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How can we build an innovation engine with no money?
4. April 2017
Danske Bank does it, LEO Pharma does it, and IKEA does it. They have all established special innovation and design labs with the goal of reinventing the company in light of the fast pace of digital and technological development. But can Denmark’s small and medium-sized enterprises do the same, given their far more limited resources?

Recently, I stumbled on a minor surprise: sure, I was aware that Denmark’s leading companies are investing heavily in dedicated innovation teams, but when a head of development from the facility services company ISS said, as the most natural thing in the world, that the company had established a ‘corporate garage’ to promote entrepreneurship and innovation, it still gave me pause. Not only has ISS tasked a handful of employees with transforming the business from within – in cooperation with IBM they are now bringing artificial intelligence into the buildings and facilities that ISS manages, maintains and cleans.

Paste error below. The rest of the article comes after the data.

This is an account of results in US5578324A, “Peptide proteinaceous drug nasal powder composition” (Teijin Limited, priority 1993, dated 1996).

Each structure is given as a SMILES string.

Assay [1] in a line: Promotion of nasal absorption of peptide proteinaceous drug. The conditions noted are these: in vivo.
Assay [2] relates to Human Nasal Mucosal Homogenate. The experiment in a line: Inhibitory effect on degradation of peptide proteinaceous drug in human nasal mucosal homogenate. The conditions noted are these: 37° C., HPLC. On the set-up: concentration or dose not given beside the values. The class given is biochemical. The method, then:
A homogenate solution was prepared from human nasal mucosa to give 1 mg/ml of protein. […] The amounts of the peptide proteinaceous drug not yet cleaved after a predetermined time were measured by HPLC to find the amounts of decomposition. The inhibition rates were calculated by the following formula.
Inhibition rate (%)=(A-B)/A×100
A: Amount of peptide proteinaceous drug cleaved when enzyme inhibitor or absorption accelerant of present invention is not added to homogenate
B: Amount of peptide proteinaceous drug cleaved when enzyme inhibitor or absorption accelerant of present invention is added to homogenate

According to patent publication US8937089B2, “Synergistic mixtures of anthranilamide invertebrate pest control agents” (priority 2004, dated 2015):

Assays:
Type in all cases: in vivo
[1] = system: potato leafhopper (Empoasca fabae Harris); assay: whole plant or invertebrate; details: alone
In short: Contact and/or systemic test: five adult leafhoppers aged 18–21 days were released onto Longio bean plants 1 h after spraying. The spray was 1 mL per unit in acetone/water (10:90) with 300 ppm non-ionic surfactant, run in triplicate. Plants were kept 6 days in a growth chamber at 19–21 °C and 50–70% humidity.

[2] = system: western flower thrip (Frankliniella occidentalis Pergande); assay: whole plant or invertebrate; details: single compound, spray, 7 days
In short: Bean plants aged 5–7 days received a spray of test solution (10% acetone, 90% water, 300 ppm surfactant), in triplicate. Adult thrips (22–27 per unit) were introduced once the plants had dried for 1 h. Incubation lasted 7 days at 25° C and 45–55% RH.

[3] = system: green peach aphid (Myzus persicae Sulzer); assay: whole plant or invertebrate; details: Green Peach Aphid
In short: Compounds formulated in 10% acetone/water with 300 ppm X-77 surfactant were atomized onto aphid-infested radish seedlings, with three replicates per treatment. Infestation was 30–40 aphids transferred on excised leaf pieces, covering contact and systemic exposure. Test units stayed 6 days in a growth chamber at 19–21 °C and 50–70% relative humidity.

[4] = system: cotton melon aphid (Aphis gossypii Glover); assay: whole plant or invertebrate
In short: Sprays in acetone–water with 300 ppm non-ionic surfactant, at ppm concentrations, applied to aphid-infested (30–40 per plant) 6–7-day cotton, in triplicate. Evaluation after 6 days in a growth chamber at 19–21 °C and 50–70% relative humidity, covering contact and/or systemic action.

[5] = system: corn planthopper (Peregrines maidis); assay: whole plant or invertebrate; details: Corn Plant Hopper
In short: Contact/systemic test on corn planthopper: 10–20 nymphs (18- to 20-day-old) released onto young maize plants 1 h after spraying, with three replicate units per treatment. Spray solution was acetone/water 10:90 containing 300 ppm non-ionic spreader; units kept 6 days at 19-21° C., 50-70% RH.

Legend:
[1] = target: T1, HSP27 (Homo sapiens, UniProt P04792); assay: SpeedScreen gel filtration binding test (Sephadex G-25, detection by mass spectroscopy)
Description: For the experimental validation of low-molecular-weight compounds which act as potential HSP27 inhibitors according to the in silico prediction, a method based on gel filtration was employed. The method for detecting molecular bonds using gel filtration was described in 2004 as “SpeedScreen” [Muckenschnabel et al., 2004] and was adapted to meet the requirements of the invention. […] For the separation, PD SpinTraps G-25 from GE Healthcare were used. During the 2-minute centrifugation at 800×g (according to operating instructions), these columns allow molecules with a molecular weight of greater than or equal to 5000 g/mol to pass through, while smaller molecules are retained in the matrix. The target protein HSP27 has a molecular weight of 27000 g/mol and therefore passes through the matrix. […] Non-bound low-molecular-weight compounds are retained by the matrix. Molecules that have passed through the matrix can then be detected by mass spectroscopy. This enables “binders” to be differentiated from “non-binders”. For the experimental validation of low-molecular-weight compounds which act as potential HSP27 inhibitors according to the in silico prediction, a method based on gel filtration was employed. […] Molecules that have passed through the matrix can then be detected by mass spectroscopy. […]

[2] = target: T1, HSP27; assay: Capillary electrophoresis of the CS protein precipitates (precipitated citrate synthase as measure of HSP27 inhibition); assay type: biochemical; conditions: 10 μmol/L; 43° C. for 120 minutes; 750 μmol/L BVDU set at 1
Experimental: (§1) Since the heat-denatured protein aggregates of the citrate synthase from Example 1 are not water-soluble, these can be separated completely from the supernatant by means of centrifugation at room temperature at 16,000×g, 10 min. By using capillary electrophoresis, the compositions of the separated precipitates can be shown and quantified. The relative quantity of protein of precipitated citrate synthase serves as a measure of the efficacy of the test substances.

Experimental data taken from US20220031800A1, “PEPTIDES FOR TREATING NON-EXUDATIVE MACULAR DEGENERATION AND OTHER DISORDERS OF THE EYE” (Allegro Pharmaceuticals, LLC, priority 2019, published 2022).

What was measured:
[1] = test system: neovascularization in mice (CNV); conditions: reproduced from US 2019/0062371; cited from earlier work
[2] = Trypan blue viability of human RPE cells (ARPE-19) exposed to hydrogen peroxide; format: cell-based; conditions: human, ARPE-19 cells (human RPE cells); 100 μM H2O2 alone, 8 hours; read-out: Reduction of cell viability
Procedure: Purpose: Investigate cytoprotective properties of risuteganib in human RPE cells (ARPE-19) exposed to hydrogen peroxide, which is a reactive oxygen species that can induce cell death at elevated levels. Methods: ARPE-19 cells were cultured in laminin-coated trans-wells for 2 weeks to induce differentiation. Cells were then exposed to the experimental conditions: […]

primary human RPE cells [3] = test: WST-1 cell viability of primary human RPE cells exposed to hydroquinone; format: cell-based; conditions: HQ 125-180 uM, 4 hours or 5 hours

More and more, it seems no industry is too traditional (or too manual) to have a potential for innovation and digitisation.

Growth in business labs
This development is known under many names. Division X, corporate garage, incubator, design lab, innovation team – these are just some of the many terms that are used to refer to dedicated teams charged with rethinking products, services and, sometimes, entire business models in leading Danish companies.

A new survey carried out by the Confederation of Danish Industries and the Danish Design Centre found that in most cases, specifically in 46% of the companies, innovation and design tasks are handled by in-house teams. Only 13% of the companies rely mainly on external consultants.

That is not to say there are not good reasons to bring in external consultants, including designers, to handle tasks that the company does not have the necessary skills or resources to handle internally. For many companies, however, it is important to have an internal professional environment to develop methods and experiences, build connections across the organisation and incorporate new digital competencies while insisting on placing the clients and the market at the centre of the company’s development efforts.